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Coffee Production in Kenya is Falling Sharply as Farmers Age

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In the history of the coffee industry, Kenya is known as the world’s leading producer of high-quality coffee. Moreover, with the strength of fertile soil, frequent rainfall, and high altitude, coffee production in Kenya is considered one of the country’s main sources of income. However, Kenyan coffee production has declined continuously for nearly a decade. Find out with 43 Factory Coffee Roaster!

 

Some Information about Coffee Production in Kenya

 

Kenya was a former British colony, so tea was much more popular than coffee. However, coffee production also contributes largely to the country’s economy. Kenya has five coffee-growing regions: Central (Mount Kenya and Aberdare Mountains), Western (Kisii, Nyanza, and Bungoma), Great Rift Valley (Nakuru and Kericho), Eastern (Machakos, Embu and Meru), and Coastal (Taita Hills). These regions grow many different varieties of Arabica, including SL-14, SL28, SL34, Batian, Ruiru 11, and K7. Among them, the SL Coffee Group selected from the Bourbon variety in the 1930s, which is commonly grown in most areas of Kenya, helping to significantly improve the quality and output of Kenyan coffee over the years.

Kenyan coffee production is famous for its special grading system. Coffee beans are graded according to size, shape, and overall quality. These classes are AA, AB, PB, C, E, and TT. The country’s coffee is also typically produced using a fully wet processing process with a bright, highly acidic flavor profile.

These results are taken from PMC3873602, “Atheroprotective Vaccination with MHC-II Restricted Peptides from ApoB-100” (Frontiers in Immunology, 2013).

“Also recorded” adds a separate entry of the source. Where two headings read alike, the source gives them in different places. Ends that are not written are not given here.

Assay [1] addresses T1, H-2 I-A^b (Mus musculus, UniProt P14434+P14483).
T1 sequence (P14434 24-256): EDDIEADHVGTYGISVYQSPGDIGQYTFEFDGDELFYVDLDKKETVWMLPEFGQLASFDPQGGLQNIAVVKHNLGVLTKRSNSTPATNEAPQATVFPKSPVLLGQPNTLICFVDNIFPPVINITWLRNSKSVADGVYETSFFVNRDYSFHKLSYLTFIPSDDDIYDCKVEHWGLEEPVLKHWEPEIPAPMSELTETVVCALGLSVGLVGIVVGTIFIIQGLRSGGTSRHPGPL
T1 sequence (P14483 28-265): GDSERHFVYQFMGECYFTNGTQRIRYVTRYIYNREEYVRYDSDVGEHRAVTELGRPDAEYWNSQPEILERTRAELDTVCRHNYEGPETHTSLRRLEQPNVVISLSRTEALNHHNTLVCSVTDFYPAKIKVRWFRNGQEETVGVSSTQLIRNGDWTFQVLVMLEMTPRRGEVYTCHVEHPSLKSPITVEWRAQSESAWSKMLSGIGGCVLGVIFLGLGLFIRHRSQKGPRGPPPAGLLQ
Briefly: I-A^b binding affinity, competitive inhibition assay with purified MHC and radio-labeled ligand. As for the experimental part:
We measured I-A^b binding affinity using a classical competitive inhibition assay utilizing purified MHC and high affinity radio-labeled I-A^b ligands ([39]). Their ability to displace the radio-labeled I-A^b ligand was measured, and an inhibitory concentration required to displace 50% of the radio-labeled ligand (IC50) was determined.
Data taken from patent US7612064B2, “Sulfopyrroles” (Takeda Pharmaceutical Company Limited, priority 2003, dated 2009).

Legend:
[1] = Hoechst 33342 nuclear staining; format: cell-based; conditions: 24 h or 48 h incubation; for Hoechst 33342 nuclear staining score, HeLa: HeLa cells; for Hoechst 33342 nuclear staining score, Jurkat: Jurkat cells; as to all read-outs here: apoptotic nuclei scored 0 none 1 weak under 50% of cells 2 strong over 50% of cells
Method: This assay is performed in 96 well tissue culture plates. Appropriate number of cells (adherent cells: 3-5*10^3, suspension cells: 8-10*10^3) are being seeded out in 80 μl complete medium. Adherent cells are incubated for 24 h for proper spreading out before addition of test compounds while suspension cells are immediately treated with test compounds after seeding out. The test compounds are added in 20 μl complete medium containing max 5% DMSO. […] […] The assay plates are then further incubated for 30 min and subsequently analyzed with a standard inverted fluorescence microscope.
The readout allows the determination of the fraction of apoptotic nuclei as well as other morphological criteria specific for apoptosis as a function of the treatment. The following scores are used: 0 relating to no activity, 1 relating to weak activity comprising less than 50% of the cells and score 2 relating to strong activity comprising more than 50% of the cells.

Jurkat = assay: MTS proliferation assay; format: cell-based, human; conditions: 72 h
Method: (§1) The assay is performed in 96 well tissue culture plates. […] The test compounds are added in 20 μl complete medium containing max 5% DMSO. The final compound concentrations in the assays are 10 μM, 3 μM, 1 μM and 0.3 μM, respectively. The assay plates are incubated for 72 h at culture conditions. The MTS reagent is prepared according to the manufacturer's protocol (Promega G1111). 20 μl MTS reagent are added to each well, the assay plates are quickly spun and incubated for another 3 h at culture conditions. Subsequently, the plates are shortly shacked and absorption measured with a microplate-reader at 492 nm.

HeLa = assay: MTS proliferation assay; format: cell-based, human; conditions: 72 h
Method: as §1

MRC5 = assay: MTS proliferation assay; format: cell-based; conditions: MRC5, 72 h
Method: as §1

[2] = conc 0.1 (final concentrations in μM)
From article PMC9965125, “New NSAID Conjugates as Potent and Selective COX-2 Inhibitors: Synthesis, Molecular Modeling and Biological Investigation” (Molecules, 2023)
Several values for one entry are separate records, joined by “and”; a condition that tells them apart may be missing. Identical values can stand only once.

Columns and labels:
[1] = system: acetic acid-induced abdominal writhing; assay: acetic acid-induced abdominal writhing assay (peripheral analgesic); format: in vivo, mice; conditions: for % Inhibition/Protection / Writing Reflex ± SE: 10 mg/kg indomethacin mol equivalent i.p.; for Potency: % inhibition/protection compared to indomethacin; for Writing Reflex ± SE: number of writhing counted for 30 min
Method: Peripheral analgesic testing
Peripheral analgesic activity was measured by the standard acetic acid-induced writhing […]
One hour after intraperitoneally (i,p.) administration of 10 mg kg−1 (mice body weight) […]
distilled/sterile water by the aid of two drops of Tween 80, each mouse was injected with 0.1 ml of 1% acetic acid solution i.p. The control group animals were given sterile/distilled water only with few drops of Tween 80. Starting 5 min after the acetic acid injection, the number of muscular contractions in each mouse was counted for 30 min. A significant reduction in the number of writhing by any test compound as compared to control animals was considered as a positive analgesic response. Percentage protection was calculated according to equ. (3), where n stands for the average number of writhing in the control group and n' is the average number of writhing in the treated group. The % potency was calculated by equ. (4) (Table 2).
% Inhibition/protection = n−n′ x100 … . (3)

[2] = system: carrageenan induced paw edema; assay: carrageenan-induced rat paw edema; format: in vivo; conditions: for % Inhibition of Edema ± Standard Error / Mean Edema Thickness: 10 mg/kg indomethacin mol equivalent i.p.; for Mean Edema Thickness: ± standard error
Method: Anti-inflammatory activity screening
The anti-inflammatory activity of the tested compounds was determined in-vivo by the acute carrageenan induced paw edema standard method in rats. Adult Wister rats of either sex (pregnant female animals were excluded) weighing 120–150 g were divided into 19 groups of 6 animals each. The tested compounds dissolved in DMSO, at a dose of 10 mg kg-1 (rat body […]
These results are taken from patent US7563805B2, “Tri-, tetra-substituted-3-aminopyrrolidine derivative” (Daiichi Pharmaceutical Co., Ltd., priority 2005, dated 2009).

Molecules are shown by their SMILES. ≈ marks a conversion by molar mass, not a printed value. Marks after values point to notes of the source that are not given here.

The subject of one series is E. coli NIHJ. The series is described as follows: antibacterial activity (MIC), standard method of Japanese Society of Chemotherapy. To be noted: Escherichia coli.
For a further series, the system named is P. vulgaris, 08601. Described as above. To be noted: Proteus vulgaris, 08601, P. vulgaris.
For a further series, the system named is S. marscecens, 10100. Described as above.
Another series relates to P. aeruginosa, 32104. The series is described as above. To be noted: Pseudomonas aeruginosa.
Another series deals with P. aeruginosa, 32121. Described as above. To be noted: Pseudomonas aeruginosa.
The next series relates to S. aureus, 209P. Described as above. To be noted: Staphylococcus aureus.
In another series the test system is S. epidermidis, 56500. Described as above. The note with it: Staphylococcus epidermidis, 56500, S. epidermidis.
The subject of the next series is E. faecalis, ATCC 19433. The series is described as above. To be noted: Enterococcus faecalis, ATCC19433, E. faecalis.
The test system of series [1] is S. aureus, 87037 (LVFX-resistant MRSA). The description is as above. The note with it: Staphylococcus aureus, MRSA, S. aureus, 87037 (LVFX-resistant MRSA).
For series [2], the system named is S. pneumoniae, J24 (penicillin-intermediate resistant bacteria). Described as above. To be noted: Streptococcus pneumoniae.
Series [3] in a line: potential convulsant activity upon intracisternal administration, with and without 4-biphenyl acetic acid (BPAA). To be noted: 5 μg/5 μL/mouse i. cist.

The country’s trading system is also very unique. Coffee is traded through central auctions run by the Nairobi Coffee Exchange. However, before that, the coffee must be inspected and graded by the Kenya Coffee Producers and Traders Association (KCPTA) to ensure quality.

sản xuất cà phê tại Kenya

Kenya was a former British colony, so tea is much more popular than coffee

 

Coffee Production in Kenya has Decreased Continuously for Many Years

 

According to the International Coffee Organization, Kenya is the fifth-largest coffee producer in Africa. But since 2012, coffee production in Kenya has weakened. Coffee output continuously declines year after year. In 2012, Kenya produced about 49,000 tons of coffee. But by 2020, there were only 34,500 tons left.

Experts say that one of the main reasons is that the generation of coffee producers in Kenya is gradually aging while young people are not very interested in growing coffee. Today, the average age of coffee growers is high and more than half are over the age of 60. Over time, if the farms are not taken over by younger generations, coffee growing in Kenya may face great challenges and decline even more seriously.

sản xuất cà phê tại Kenya

Statistics on coffee production in Kenya from 2012 – 2020

Decreasing coffee output is a common problem for many producing countries globally in the context of climate change and increasing population aging. However, in the case of Kenya, experts say it is important that the younger generation in the country participate in coffee production as soon as possible so that the market continues to develop positively. In addition, the country’s coffee consumer market is still relatively small. Therefore, for Kenyan coffee production to develop and grow well, it is necessary to address many challenges in consumer behavior and encourage production…

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Information source from perfectdailygrind

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